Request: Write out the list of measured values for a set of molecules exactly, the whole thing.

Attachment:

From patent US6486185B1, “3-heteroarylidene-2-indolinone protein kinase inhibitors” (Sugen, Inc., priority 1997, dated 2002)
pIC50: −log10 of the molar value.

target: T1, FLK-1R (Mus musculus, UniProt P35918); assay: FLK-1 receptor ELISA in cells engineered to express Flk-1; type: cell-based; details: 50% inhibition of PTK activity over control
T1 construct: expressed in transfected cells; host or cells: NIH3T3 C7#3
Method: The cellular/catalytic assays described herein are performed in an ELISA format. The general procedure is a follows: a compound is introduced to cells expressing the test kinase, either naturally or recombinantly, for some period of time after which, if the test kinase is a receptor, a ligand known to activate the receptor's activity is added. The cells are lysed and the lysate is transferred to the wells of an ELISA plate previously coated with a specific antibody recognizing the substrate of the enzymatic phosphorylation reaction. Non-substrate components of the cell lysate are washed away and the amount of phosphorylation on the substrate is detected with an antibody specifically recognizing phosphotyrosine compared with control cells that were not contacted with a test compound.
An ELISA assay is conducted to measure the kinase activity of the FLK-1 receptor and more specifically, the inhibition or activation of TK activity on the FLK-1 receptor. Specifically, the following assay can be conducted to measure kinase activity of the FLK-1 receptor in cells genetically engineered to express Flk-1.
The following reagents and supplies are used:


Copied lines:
From patent US6486185B1, “3-heteroarylidene-2-indolinone protein kinase inhibitors” (Sugen, Inc., priority 1997, dated 2002)
pIC50: −log10 of the molar value.

target: T1, FLK-1R (Mus musculus, UniProt P35918); assay: FLK-1 receptor ELISA in cells engineered to express Flk-1; type: cell-based; details: 50% inhibition of PTK activity over control
T1 construct: expressed in transfected cells; host or cells: NIH3T3 C7#3
Method: The cellular/catalytic assays described herein are performed in an ELISA format. The general procedure is a follows: a compound is introduced to cells expressing the test kinase, either naturally or recombinantly, for some period of time after which, if the test kinase is a receptor, a ligand known to activate the receptor's activity is added. The cells are lysed and the lysate is transferred to the wells of an ELISA plate previously coated with a specific antibody recognizing the substrate of the enzymatic phosphorylation reaction. Non-substrate components of the cell lysate are washed away and the amount of phosphorylation on the substrate is detected with an antibody specifically recognizing phosphotyrosine compared with control cells that were not contacted with a test compound.
An ELISA assay is conducted to measure the kinase activity of the FLK-1 receptor and more specifically, the inhibition or activation of TK activity on the FLK-1 receptor. Specifically, the following assay can be conducted to measure kinase activity of the FLK-1 receptor in cells genetically engineered to express Flk-1.
The following reagents and supplies are used: